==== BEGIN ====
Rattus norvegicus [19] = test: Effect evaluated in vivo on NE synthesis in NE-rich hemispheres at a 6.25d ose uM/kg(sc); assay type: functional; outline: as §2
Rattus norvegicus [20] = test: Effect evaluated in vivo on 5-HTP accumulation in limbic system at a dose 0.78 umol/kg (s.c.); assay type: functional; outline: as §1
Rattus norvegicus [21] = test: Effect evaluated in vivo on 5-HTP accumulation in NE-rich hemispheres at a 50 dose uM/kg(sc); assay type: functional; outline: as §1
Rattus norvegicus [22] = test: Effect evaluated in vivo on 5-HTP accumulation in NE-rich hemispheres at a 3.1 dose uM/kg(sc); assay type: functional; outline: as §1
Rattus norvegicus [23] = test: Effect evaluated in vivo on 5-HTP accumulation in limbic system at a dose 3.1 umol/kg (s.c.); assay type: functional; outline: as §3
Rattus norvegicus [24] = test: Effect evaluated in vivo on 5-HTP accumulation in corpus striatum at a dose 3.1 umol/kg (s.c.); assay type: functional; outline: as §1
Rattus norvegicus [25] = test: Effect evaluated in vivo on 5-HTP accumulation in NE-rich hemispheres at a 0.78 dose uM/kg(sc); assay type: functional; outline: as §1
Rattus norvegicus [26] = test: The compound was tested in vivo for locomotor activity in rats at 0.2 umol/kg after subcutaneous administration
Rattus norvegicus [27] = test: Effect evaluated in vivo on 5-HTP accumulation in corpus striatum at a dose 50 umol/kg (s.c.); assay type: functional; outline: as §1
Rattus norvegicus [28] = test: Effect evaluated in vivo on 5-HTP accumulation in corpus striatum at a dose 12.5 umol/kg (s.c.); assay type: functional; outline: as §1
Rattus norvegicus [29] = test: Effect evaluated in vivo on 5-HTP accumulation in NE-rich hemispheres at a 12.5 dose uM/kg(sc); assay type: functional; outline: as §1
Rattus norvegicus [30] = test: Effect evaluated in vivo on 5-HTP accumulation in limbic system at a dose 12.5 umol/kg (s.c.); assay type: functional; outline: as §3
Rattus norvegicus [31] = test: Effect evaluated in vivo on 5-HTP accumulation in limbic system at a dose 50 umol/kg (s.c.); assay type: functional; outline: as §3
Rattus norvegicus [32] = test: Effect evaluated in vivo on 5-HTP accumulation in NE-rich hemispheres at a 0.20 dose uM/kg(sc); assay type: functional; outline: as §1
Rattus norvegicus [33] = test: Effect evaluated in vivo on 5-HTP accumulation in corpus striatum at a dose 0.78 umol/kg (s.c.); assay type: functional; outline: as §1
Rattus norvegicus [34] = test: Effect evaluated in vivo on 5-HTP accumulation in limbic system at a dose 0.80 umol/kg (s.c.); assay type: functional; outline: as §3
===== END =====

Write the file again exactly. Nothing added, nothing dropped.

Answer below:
Rattus norvegicus [19] = test: Effect evaluated in vivo on NE synthesis in NE-rich hemispheres at a 6.25d ose uM/kg(sc); assay type: functional; outline: as §2
Rattus norvegicus [20] = test: Effect evaluated in vivo on 5-HTP accumulation in limbic system at a dose 0.78 umol/kg (s.c.); assay type: functional; outline: as §1
Rattus norvegicus [21] = test: Effect evaluated in vivo on 5-HTP accumulation in NE-rich hemispheres at a 50 dose uM/kg(sc); assay type: functional; outline: as §1
Rattus norvegicus [22] = test: Effect evaluated in vivo on 5-HTP accumulation in NE-rich hemispheres at a 3.1 dose uM/kg(sc); assay type: functional; outline: as §1
Rattus norvegicus [23] = test: Effect evaluated in vivo on 5-HTP accumulation in limbic system at a dose 3.1 umol/kg (s.c.); assay type: functional; outline: as §3
Rattus norvegicus [24] = test: Effect evaluated in vivo on 5-HTP accumulation in corpus striatum at a dose 3.1 umol/kg (s.c.); assay type: functional; outline: as §1
Rattus norvegicus [25] = test: Effect evaluated in vivo on 5-HTP accumulation in NE-rich hemispheres at a 0.78 dose uM/kg(sc); assay type: functional; outline: as §1
Rattus norvegicus [26] = test: The compound was tested in vivo for locomotor activity in rats at 0.2 umol/kg after subcutaneous administration
Rattus norvegicus [27] = test: Effect evaluated in vivo on 5-HTP accumulation in corpus striatum at a dose 50 umol/kg (s.c.); assay type: functional; outline: as §1
Rattus norvegicus [28] = test: Effect evaluated in vivo on 5-HTP accumulation in corpus striatum at a dose 12.5 umol/kg (s.c.); assay type: functional; outline: as §1
Rattus norvegicus [29] = test: Effect evaluated in vivo on 5-HTP accumulation in NE-rich hemispheres at a 12.5 dose uM/kg(sc); assay type: functional; outline: as §1
Rattus norvegicus [30] = test: Effect evaluated in vivo on 5-HTP accumulation in limbic system at a dose 12.5 umol/kg (s.c.); assay type: functional; outline: as §3
Rattus norvegicus [31] = test: Effect evaluated in vivo on 5-HTP accumulation in limbic system at a dose 50 umol/kg (s.c.); assay type: functional; outline: as §3
Rattus norvegicus [32] = test: Effect evaluated in vivo on 5-HTP accumulation in NE-rich hemispheres at a 0.20 dose uM/kg(sc); assay type: functional; outline: as §1
Rattus norvegicus [33] = test: Effect evaluated in vivo on 5-HTP accumulation in corpus striatum at a dose 0.78 umol/kg (s.c.); assay type: functional; outline: as §1
Rattus norvegicus [34] = test: Effect evaluated in vivo on 5-HTP accumulation in limbic system at a dose 0.80 umol/kg (s.c.); assay type: functional; outline: as §3